Yazar "Akarsu, Cansın" ile FBE- Mekatronik Mühendisliği Lisansüstü Programı'a göz atma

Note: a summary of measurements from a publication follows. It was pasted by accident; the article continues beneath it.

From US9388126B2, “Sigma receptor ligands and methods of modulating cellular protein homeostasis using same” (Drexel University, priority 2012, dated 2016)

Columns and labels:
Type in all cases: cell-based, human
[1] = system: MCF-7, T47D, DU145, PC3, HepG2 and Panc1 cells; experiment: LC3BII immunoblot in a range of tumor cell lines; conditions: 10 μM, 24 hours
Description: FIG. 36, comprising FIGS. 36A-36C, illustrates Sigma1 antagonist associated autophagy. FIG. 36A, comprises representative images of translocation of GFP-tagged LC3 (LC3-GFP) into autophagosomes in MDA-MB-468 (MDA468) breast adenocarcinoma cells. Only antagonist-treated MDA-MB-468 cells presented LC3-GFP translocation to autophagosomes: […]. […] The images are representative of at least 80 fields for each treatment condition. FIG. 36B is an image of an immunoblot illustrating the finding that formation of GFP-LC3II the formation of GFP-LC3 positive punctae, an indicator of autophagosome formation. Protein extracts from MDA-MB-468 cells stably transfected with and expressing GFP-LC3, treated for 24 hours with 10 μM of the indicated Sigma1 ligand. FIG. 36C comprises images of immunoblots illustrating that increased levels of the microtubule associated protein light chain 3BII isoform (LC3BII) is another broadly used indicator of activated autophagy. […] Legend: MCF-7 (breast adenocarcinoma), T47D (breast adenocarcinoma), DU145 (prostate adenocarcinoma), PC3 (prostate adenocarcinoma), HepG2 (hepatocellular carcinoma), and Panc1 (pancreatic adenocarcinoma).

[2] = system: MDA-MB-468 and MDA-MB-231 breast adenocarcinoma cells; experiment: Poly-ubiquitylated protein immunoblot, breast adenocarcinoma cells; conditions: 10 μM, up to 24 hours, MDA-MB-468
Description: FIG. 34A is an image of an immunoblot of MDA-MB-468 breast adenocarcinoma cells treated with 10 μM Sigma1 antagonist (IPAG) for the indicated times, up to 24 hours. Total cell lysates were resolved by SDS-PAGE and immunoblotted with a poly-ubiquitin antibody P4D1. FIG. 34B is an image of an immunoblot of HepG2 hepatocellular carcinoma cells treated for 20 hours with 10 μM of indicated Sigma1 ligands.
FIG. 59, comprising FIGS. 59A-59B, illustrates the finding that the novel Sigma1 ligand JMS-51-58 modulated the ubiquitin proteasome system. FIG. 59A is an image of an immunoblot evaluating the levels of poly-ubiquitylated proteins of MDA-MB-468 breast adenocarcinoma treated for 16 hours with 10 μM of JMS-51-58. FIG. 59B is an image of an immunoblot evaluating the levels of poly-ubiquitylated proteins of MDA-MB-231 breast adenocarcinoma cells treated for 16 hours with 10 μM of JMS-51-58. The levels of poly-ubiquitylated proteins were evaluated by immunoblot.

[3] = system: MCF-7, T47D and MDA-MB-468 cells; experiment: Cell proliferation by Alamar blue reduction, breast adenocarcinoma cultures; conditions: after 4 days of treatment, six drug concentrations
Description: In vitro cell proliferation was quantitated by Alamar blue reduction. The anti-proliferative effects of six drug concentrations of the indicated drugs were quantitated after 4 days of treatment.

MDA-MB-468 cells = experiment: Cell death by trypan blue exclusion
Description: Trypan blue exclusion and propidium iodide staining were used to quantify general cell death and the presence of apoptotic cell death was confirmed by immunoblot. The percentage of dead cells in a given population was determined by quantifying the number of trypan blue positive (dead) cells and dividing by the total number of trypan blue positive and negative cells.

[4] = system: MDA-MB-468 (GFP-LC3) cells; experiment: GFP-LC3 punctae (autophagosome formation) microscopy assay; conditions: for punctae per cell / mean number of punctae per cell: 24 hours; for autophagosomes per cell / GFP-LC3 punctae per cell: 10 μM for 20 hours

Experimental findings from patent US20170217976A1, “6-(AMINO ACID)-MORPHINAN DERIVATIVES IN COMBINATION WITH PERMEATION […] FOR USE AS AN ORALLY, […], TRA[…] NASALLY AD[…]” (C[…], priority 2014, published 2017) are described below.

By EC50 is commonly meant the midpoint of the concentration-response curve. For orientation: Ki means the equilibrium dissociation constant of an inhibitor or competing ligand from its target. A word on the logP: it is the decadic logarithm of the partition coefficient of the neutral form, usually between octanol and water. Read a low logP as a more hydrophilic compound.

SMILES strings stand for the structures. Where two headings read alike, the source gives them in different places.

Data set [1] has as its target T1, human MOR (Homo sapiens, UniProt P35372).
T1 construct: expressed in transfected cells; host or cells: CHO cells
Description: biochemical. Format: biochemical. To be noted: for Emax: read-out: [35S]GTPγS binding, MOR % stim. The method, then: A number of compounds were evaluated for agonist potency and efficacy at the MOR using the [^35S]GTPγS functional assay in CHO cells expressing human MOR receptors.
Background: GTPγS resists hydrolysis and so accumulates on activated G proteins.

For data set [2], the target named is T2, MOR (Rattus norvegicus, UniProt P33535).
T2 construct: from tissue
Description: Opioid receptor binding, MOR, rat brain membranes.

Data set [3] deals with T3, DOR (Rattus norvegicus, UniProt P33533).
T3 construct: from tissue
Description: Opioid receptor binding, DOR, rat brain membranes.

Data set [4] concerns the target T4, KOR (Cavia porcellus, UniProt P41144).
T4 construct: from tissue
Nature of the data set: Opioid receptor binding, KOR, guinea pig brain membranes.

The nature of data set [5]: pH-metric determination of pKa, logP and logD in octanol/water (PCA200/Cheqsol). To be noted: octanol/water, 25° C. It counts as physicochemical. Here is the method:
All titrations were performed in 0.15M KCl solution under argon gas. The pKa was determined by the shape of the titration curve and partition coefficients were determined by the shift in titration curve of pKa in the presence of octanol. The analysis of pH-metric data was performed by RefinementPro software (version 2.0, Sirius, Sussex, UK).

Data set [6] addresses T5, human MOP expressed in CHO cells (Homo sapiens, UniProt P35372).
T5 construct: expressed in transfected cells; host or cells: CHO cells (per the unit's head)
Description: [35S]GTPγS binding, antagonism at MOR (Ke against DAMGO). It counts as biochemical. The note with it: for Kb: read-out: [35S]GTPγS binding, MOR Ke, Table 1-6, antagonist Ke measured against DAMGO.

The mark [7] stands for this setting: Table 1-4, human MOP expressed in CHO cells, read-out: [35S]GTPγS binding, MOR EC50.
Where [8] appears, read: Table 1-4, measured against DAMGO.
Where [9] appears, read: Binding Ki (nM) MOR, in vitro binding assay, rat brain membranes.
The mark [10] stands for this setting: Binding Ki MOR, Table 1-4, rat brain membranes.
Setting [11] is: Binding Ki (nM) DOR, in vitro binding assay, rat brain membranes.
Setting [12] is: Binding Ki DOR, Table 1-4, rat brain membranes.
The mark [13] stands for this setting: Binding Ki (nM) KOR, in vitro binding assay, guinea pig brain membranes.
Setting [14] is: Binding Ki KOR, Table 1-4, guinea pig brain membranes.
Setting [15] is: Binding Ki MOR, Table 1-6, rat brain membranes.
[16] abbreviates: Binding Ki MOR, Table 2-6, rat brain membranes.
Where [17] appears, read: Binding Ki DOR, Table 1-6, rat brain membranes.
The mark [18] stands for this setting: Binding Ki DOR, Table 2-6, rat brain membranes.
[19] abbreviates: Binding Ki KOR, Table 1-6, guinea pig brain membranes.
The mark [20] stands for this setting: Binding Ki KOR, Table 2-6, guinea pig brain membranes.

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ÖgeTrajectory generation for industrial robots in presence of wrist singularity(Institute of Science And Technology, 2019-12-05) Akarsu, Cansın ; Bayraktaroğlu, Zeki Yağız ; 518161008 ; Mechatronics Engineering ; Mekatronik MühendisliğiRobotics is a highly interested study field that most likely shapes the future of mankind which is very exciting for scientists and engineers. It is a relatively newer engineering area starting from the late 60s and consisting of different disciplines. From there to now, robots are used almost everywhere, on Mars to Earth, on air to land, in deep space to deep oceans, in factories to houses, in laboratories to hospitals. Surely, this is because of their capabilities in three-dimensional space. They can carry out desired tasks like living beings do and become more intelligent as the time goes on. There are still unsolved problems and active research topics in robotics despite the intense attention. It is possible to see that it is a wide spectrum where plenty of technology branches developed within. New advancements show up inherently and research topics get more complicated with the involvement of different disciplines. Nevertheless, some old problems like inverse kinematics, path planning, or singularity maintain their significance, and suggested solutions vary in the literature. For articulated robots, kinematic singularities are inevitable phenomenons that are caused by the nonlinear relationship between joint space and operational space. At singularities, the instantaneous motion of the end-effector becomes infeasible at least in a spatial direction called degenerate direction. Singularities should be considered as natural constraints of manipulators and had better be handled specially in any task-prior robotic application. Otherwise, whenever the robot arm is at or near singularities, desired end-effector motion in task space may correspond to very high joint speeds and joint torques which are generally impractical. Fundamentally, kinematic singularities of a 6-DOF industrial robot can be classified into three types: shoulder, elbow, and wrist singularities. Shoulder and elbow singularities occur at determined positions of operational space. The former occurs whenever WCP is on the line of the first joint axis and the latter occurs, in simple terms, whenever WCP is on limits of workspace. Generally speaking, if the task is reachable and far enough to the workspace boundaries, it would be sufficient to avoid these singularities. On the other hand, there is not any pre-determined occurrence position for wrist singularity. The degenerate rotation direction is unique for every different end-effector orientation that robot posture forms. Moreover, robot posture may differ with the selected configuration for the same TCP frame. Therefore, in the level of complexity, wrist singularity is superior to other singularities and can be encountered at any position of robot workspace for a given task. This thesis intends to conceive a new analytical solution to the wrist singularity of industrial robots which is known for decades. The overall approach is simply avoiding these wrist singular configurations in applications by regarding kinematic redundancy. Still, avoidance is nothing but a reduction of the workspace to a smaller region that selected robot configuration is not varying. The task may exceed that region even if it is in the workspace. Thus, it is not an exact remedy for this problem. The general solution should be passing through singularity somehow. Certain methods had been applied to both robot control and trajectory generation for singularity-consisting tracking. However, none of these wiped out the infeasible motion of the robot arm whenever it is at singular state. Generally, those methods can be described as a trade-off between tracking error and robot speed. There will be a different viewpoint in this thesis to prove this problem can be solved analytically by defining singular directions on operational space and re-constructing the task in the neighborhood of singularity by concerning these singular directions. If a smooth transition between wrist configurations were possible, all regions of the workspace would become accessible to a continuous path which greatly increases robot capabilities in various applications such as painting, arc welding, laser cutting, water jet, robot machinery, sealing applications, and others. This thesis is mainly aiming contribution to these 5-DOF required continuous processes in which industrial robots are used. After trajectory generated in specified conditions, one can simply load desired joint angles and derivatives to a typical industrial robot and precisely track the path in a continuous application in presence of wrist singular configurations. To explain the problem and the solution clearly, mathematical models are going to be presented for both the robot kinematics side and path planning side. Solutions with the existing methods are going to be shown. Then, our novel solution will be compared with their results in different trajectories.